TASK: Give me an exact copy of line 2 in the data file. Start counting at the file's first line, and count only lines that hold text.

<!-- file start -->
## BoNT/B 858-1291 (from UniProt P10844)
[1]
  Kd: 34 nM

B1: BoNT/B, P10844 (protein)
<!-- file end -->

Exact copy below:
[1]